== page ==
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(Juan Carlos I de Borbón; Rome, 1938) King of Spain (1975-2014). Figure essential, together with the President Adolfo Suárez, of the so-called Spanish transition, King Juan Carlos I renounced the powers that had received the dictator Francisco Franco to the process which led peacefully from dictatorship to democracy and which ended with the adoption of the 1978 Constitution, by which Spain turned into a modern democratic State and the King went to merely representative role. The transition to Juan Carlos I became the most valued public character of the country: political parties and personages of Republican ideology complied with constitutional monarchy through action by the holder of the Crown, to the point of coining the recurrent phrase of "I'm not monarchical, but juancarlista it". His intervention in favor of the democratic legality in the coup attempt of February 23, 1981 finished propping a prestige during all his reign.
Juan Carlos I of Spain
Crowning of Juan Carlos I in
Courts (22 November 1975)
Juan Carlos I of Spain
Son of don Juan of Bourbon and Battenberg and grandson, therefore, King Alfonso XIII, Juan Carlos was born in Rome, the city where his grandfather Alfonso XIII, deposed had exiled to establish the second Spanish Republic (April, 1931). In 1938, the year that was born Juan Carlos, the Spanish Civil War was at its peak, with notorious military advantage in favour of the rebel side, led by general Francisco Franco, and the Spanish royalists trusted on dynastic restoration once concluded the conflict. But at the end of the war (April 1939), Franco remained in power, initiating a dictatorial regime that default swap would linger until his death (November 1975) and that kept the Royal family apart from the throne and the country.
Alfonso XIII died in 1941. The resignation of his sons Alfonso and Jaime to the dynastic rights of the House of Bourbon had turned to his youngest son, don Juan de Borbón y Battenberg, the heir to the throne. A first meeting between general Francisco Franco and don Juan de Borbón took place in 1948. The son of Alfonso XIII and father of Juan Carlos was intended to preserve his family's dynastic rights, while Franco sought to legitimize his regime continued, setting with the previous Republic legality. After several interviews held in subsequent years (1954, 1960), it was agreed that Prince Juan Carlos would be academic and military training in Spain, under the tutelage of the regime, and what would happen to CFA at the head of the State.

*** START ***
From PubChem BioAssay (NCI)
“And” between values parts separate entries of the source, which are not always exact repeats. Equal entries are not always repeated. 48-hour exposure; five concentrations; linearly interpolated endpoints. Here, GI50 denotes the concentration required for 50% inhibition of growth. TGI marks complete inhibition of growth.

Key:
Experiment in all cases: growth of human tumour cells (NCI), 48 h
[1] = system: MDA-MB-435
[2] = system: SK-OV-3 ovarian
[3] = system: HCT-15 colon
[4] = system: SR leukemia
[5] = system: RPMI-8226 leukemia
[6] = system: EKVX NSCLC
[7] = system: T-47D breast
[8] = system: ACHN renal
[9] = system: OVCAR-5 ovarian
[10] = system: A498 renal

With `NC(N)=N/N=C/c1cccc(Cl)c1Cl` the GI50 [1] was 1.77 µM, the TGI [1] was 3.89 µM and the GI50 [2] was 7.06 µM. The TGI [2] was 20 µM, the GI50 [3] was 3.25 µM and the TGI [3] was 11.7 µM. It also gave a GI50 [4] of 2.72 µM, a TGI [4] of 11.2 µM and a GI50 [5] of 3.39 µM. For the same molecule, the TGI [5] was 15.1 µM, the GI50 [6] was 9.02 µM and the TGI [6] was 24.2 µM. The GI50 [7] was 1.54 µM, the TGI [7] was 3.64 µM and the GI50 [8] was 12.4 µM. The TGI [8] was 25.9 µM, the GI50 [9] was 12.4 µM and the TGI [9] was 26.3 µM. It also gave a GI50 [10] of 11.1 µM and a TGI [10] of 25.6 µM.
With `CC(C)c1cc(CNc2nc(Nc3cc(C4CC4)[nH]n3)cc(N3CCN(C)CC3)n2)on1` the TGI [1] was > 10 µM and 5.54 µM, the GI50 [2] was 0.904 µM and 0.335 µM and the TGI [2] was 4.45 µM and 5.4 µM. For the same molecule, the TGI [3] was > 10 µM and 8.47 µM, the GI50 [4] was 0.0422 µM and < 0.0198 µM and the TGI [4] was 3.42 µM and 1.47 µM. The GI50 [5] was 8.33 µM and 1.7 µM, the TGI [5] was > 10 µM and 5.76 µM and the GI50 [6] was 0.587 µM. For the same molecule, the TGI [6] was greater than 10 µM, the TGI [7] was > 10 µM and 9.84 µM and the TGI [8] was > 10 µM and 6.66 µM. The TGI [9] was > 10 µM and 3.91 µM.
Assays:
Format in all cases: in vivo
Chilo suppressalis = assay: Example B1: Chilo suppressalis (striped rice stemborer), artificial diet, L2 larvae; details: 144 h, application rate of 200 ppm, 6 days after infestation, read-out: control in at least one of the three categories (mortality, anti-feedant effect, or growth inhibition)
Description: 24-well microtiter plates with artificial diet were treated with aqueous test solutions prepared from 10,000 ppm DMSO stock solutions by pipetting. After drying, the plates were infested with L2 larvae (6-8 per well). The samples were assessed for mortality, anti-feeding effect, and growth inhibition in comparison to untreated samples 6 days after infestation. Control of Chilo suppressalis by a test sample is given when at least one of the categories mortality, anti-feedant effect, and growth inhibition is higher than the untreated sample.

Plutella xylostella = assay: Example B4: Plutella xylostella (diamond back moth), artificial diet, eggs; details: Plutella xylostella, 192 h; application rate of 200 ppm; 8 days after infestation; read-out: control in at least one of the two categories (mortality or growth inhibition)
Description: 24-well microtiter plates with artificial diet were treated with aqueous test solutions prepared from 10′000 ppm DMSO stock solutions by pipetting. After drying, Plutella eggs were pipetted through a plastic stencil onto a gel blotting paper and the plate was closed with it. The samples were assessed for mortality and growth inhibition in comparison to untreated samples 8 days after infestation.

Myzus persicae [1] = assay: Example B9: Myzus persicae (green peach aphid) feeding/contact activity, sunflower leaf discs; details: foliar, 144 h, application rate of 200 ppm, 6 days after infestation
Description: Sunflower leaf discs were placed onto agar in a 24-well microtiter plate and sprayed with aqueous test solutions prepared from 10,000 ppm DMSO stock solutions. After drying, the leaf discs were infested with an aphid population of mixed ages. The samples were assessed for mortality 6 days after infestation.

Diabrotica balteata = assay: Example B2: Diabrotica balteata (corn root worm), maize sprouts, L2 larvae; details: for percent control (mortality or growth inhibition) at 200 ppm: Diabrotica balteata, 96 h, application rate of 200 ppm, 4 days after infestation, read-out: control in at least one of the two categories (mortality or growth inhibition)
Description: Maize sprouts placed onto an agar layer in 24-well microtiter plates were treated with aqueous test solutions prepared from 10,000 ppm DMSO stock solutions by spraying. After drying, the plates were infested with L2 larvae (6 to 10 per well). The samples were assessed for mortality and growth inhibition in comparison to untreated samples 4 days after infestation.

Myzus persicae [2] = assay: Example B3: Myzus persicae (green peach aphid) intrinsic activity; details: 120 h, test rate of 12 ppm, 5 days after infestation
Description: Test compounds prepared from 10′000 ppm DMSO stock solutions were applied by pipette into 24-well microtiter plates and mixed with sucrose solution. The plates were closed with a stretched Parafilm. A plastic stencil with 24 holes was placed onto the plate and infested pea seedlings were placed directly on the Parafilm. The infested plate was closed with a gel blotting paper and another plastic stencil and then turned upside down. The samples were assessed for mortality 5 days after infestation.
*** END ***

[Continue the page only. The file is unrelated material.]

After living with his family in Italy, Switzerland and Portugal, Juan Carlos went to Spain, where he received extensive training, which included as a fundamental component to pass through the military academies. In 1962 he married in Athens the Princess Sofia of Greece, which belongs to the Royal House of Greece, which would have three children: the infantas Elena and Cristina, and which would later become Prince of Asturias, Felipe.
Negotiations of Francisco Franco with don Juan de Borbón, and the important personal waiver that the father had to leave in the hands of the dictator his child's education, gave the desired result to designate Franco Juan Carlos as the successor in the head of State (1969). From that moment, Juan Carlos began to participate in the tasks of Government.
Since 1971 the functions of the Prince were completed with the provision that temporarily replace Franco in situations of absence or illness. Such a situation occurred on two occasions (July 1974 and November 1975), in which Juan Carlos temporarily took the head of State by Franco disease. During his second internship she traveled to the Spanish colony of Western Sahara, threatened by the Green March, which was organized by the King of Morocco, Hassan II; his intervention was decisive to avoid war with the Moroccan Kingdom, which was later transferred sovereignty over the Western Sahara territory.
The death of
Francisco Francoin 1975 he led, according to the legal provisions, the crowning of Juan Carlos as King, resetting is thus in Spain monarchy of the House of Bourbon. The new King surprised the world then promoting a peaceful transition from dictatorship to democracy from current legislation. As soon as he could, it got rid of the last President of the Government appointed by Franco (Carlos Arias Navarro) and appointed instead to a more open and liberal young: Adolfo Suárez (1976).
Crowning of Juan Carlos I in
Courts (22 November 1975)